I am running the ESP32 as an access point. It’s set up to wait for a connection, and when it gets a connection, it sends data continuously from an ADC (while True loop) with a 1ms sleep to throttle it.
Overall, it runs quite well.
On the connection client side, I have an app written in VS/C# that connects to it, and when it gets connection, starts to receive the data being sent. It seems to be pretty robust, but…the esp32/Micropython OS is throwing a weird message that I cannot find any reference to.
This is what is in the Thonny debug window:
dhcps: send_nak>>udp_sendto result 0
When this happens, it breaks the connection at the client side, which I manage with a try/catch statement. In the real application I cannot have this occurring – I really need the application to push data so long as it’s powered on.
What does this mean, what is the cause of it? If I knew, I could handle it in the code with perhaps a try/except.
I have written c# apps for esp pic’s … Web and Bluetooth
Without know the code you used
which class are you using … webclient ?
Hows many times does your c# app recieve data
is try and catch in a loop
maybe server code connection
192.168.43.1 GET / HTTP/1.1 Host: 192.168.43.223 Connection: keep-alive
Have you tried written your server code in c
Hope it helps
You did not say with certainty you know what the message means. So how can we guess by suggesting a fix on the client side? Besides, it’s an access point, not an HTTP server.
Hello Grog. I’ve never encountered that error message before… Can you share your exact code? So, I can take a look.
Thanks for your time!
I have discovered the issue – I was going to post the answer soon but wanted to make sure it was fixed. There was actually problems on both sides. It appears the error is in the while(True) loop, on the “conn.send(values)”
I did not have this encased in a try/catch, and it was breaking there, discovered after catch, and printing out the error arguments. on the client side, in the c# received, my receive buffer was a bit undersized, and was apparently pushing back some low-layer message to the AP that it was overflowing. once I adjusted the buffer from 512 to 1024 it’s working OK.
I also had to add a bit of code the client-side catch on the try: clientstream read, so it did not bail out after hitting catch; rather, it has to hit catch 3 times consecutively before it’s actually a “bad read”. The strange thing here, is, the packets are coming in UDP, even if this is the case, there’s some low-level handshaking going on when these errors occur.
good to know!
the only other thing I am trying to figure out is this. It’s a ESP-WROOM-32 device on the ESP32-DEVKITC-32U board. I assume it’s default running at the highest speed (80MHz?). I’m sending 3 ADC values as a list. I’ve done the read and sending the raw converter values:
data1 = int(input1.read())
data2 = int(input2.read())
data3 = int(input3.read())
myList = data1,data2,data3
conn.send(str(myList)+’\n’) (the terminator to delineate at the receive side)
But the highest rate I can achieve is about 400 samples/sec – the samples are int16 as the size is 0 to 4095. But that rate seems to be slow, yes?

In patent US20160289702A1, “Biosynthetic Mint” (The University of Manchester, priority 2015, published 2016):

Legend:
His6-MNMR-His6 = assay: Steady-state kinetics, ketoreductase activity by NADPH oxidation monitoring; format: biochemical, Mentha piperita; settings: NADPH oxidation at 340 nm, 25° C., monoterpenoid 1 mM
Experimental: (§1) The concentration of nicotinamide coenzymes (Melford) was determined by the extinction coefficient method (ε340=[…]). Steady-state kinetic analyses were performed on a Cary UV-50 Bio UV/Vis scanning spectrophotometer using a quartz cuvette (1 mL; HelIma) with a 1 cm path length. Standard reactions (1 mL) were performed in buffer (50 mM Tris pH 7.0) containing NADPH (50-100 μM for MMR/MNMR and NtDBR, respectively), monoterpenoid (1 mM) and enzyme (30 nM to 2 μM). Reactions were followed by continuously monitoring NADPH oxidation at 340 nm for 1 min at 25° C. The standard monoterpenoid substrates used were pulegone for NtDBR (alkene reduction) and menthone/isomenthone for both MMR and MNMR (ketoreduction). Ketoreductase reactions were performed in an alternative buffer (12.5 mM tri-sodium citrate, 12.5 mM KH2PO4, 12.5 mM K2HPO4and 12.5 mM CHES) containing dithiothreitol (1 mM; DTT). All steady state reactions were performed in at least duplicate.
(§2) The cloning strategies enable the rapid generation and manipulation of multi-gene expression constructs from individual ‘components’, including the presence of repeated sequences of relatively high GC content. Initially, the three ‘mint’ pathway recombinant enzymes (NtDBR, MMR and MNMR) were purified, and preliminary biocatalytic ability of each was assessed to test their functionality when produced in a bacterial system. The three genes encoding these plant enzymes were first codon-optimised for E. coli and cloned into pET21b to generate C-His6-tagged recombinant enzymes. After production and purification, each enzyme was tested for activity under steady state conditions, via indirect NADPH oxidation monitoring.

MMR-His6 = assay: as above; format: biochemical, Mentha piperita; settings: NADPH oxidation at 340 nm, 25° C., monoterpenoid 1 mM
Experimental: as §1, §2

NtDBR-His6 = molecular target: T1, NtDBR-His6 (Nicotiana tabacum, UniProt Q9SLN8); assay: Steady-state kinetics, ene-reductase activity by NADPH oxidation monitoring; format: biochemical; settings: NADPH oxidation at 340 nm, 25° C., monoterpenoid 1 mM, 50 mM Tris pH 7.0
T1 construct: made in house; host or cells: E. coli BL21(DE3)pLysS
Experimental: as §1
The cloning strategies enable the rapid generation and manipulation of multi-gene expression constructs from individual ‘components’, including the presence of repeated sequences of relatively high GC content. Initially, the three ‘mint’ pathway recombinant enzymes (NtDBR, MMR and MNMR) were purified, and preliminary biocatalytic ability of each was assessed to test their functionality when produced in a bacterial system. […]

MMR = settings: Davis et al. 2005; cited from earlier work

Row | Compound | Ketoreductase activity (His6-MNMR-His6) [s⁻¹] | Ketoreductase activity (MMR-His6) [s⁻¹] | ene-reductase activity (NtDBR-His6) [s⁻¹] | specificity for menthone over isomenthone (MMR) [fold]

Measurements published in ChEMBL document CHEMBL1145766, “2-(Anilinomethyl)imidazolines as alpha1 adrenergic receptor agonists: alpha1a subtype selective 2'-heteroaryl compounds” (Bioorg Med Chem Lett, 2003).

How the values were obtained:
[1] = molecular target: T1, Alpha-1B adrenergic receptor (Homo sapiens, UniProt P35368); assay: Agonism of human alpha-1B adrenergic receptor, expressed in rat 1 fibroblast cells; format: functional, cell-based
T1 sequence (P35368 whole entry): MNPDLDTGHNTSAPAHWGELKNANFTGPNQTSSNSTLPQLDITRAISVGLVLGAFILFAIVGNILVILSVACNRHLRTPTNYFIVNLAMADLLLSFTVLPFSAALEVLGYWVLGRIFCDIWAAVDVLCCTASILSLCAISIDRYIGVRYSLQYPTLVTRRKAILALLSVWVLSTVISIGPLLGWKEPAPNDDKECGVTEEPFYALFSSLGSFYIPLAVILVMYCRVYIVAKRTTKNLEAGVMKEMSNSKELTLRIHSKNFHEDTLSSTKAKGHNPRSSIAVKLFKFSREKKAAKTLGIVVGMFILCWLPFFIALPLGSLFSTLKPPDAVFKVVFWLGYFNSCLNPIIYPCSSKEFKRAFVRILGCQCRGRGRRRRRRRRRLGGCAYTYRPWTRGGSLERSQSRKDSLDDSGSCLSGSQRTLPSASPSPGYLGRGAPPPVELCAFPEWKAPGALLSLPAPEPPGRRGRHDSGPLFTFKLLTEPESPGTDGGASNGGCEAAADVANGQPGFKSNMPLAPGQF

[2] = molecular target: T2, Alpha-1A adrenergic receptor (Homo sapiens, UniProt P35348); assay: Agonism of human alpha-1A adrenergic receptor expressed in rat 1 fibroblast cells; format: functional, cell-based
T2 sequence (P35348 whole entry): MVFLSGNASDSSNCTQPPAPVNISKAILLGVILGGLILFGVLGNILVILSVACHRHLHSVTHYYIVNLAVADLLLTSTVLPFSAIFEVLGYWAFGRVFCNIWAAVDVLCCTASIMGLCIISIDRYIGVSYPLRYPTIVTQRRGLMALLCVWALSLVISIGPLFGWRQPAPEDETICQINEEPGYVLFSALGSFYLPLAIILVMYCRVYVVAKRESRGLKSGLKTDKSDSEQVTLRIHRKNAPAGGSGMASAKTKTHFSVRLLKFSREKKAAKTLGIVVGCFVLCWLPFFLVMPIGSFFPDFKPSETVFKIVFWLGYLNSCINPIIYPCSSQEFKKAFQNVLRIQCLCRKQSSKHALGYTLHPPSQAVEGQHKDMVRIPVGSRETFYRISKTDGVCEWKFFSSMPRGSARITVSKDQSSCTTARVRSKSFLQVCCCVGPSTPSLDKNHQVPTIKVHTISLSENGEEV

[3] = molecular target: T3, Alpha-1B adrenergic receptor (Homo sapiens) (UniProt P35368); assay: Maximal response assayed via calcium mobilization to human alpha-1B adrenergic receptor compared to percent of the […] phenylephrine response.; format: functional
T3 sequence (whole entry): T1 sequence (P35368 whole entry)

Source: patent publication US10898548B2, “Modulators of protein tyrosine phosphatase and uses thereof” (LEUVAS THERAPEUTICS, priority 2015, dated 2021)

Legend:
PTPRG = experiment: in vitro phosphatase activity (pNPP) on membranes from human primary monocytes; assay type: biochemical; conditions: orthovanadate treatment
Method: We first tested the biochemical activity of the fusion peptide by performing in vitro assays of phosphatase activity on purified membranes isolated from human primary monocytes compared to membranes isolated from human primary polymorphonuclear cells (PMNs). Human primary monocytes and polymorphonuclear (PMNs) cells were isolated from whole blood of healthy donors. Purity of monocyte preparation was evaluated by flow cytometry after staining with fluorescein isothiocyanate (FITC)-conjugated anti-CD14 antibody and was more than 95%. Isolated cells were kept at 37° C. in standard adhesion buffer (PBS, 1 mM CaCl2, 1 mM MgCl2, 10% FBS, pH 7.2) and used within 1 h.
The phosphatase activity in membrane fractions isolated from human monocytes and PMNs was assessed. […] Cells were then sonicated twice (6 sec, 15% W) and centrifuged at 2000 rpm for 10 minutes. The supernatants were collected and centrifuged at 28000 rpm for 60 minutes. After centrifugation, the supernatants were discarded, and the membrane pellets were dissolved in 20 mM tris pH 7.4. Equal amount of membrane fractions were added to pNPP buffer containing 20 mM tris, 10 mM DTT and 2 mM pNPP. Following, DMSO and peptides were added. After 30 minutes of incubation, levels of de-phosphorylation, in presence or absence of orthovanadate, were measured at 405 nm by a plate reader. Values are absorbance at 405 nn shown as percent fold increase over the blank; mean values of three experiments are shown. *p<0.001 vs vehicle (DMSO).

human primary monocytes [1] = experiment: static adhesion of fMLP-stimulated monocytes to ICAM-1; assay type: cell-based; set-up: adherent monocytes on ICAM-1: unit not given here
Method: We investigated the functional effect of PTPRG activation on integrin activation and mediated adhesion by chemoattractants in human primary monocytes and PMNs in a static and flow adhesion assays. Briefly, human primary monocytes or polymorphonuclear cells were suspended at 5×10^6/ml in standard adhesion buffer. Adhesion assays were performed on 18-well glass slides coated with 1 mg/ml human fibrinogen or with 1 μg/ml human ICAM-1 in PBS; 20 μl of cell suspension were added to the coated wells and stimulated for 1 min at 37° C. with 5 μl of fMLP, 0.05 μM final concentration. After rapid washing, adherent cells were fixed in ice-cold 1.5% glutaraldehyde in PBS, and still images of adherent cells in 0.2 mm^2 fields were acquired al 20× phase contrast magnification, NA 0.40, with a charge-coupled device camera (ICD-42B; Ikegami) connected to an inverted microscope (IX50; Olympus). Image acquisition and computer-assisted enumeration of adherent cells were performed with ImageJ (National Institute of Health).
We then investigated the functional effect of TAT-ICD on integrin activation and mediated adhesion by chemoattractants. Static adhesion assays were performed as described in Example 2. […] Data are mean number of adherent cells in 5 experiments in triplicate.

At worst case, that’s much less than mBits/sec for sure. How is it possible to get it running faster?
I apologize for taking so long to get back to you, but I’ve been with very limited Internet for the last couple of days. I’m finally catching up and I’ll try to give you a faster response next time.
To be honest I haven’t tried and I don’t have any real data on the maximum samples/sec to achieve with ESP32 on MicroPython.
Can you try changing the frequency?
import machine machine.freq() # get the current frequency of the CPU machine.freq(160000000) # set the CPU frequency to 160 MHz print(machine.freq())
Can you change it? Does it make a difference?
Can you also try this?
I think what “ckuehnel” suggested in the Forum might help change the rate
yes, have run it at 240MHz. Makes no difference!
As someone pointed out in another forum (micropython) the esp32 is limited by it’s core and I believe this. In the link you sent on the adc reads, yes, an easy test to perform using the tick timer and I had done this a while back. The adc speed is not the issue.
The WiFi, in AP mode and sending UDP bytes should be able to attain at least 1Mbps, according to Expressif documentation. So I have changed my code to send a bytearray, fixed at 16 bytes. it’s really not much better than what I was doing before, sending a string with limiters and a newline, at 24 bytes. Now I can achieve slightly faster rates, maybe 10%. I know the hardware (wifi) and application running on the client side are limiting the performance in any way. I tested it on a different mode and it could easily handle a 10Mbps feed.
So 16 x 8 x 380 bytes/sec = 48.6kbps. Wow. That’s it. At this point, I do not believe it’s the device that it’s advertised to be. Not nearly 1Mbps in UDP.
So the device is more like a novelty so far as WiFi goes, because these transfer rates it’s not possible to do much that’s meaningful for faster acquisition. I’ve used other devices like zigBee that can and do perform significantly better. The obvious advantage of the ESP32 is the compact and integrated structure, leaving the management of peripherals and firmware intricacies to the OS. So don’t get me wrong, it’s a decent little device, just not right for more serious WiFi rates!
Perhaps an expert on the ESP32 can chime in an provide some feedback. I would really like to know how I can get anywhere near that 1Mbps rate!